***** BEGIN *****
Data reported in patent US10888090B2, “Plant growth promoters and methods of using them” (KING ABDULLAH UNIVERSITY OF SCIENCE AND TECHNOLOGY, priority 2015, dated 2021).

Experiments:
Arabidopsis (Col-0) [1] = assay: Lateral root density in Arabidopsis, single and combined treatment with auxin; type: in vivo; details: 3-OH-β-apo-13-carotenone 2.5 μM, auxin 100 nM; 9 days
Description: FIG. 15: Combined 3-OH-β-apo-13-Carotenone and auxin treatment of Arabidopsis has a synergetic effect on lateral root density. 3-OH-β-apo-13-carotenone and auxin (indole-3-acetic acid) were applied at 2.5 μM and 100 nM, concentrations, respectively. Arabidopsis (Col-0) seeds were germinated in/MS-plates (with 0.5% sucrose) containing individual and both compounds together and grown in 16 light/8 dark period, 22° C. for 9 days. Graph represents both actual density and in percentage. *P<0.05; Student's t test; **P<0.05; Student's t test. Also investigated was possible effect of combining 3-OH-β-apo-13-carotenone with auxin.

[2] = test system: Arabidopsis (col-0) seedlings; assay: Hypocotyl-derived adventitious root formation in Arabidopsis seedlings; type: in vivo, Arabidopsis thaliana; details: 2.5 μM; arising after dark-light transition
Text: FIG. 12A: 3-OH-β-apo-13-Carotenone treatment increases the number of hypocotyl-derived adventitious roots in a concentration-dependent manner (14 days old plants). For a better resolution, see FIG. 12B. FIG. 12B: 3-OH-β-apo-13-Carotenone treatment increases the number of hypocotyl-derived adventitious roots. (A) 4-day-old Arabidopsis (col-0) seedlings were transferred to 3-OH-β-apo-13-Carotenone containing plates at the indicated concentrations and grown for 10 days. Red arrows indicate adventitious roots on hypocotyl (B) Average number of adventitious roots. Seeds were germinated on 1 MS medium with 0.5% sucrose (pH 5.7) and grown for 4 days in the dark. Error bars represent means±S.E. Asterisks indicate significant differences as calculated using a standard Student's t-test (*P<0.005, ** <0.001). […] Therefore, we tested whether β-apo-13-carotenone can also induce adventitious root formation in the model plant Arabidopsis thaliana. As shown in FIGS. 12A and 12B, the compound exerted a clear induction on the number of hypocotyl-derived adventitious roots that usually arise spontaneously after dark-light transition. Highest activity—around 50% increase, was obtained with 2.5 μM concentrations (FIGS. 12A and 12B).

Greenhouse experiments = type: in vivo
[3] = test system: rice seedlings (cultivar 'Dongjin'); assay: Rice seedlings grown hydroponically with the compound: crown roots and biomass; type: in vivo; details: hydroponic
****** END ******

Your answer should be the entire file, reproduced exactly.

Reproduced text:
Data reported in patent US10888090B2, “Plant growth promoters and methods of using them” (KING ABDULLAH UNIVERSITY OF SCIENCE AND TECHNOLOGY, priority 2015, dated 2021).

Experiments:
Arabidopsis (Col-0) [1] = assay: Lateral root density in Arabidopsis, single and combined treatment with auxin; type: in vivo; details: 3-OH-β-apo-13-carotenone 2.5 μM, auxin 100 nM; 9 days
Description: FIG. 15: Combined 3-OH-β-apo-13-Carotenone and auxin treatment of Arabidopsis has a synergetic effect on lateral root density. 3-OH-β-apo-13-carotenone and auxin (indole-3-acetic acid) were applied at 2.5 μM and 100 nM, concentrations, respectively. Arabidopsis (Col-0) seeds were germinated in/MS-plates (with 0.5% sucrose) containing individual and both compounds together and grown in 16 light/8 dark period, 22° C. for 9 days. Graph represents both actual density and in percentage. *P<0.05; Student's t test; **P<0.05; Student's t test. Also investigated was possible effect of combining 3-OH-β-apo-13-carotenone with auxin.

[2] = test system: Arabidopsis (col-0) seedlings; assay: Hypocotyl-derived adventitious root formation in Arabidopsis seedlings; type: in vivo, Arabidopsis thaliana; details: 2.5 μM; arising after dark-light transition
Text: FIG. 12A: 3-OH-β-apo-13-Carotenone treatment increases the number of hypocotyl-derived adventitious roots in a concentration-dependent manner (14 days old plants). For a better resolution, see FIG. 12B. FIG. 12B: 3-OH-β-apo-13-Carotenone treatment increases the number of hypocotyl-derived adventitious roots. (A) 4-day-old Arabidopsis (col-0) seedlings were transferred to 3-OH-β-apo-13-Carotenone containing plates at the indicated concentrations and grown for 10 days. Red arrows indicate adventitious roots on hypocotyl (B) Average number of adventitious roots. Seeds were germinated on 1 MS medium with 0.5% sucrose (pH 5.7) and grown for 4 days in the dark. Error bars represent means±S.E. Asterisks indicate significant differences as calculated using a standard Student's t-test (*P<0.005, ** <0.001). […] Therefore, we tested whether β-apo-13-carotenone can also induce adventitious root formation in the model plant Arabidopsis thaliana. As shown in FIGS. 12A and 12B, the compound exerted a clear induction on the number of hypocotyl-derived adventitious roots that usually arise spontaneously after dark-light transition. Highest activity—around 50% increase, was obtained with 2.5 μM concentrations (FIGS. 12A and 12B).

Greenhouse experiments = type: in vivo
[3] = test system: rice seedlings (cultivar 'Dongjin'); assay: Rice seedlings grown hydroponically with the compound: crown roots and biomass; type: in vivo; details: hydroponic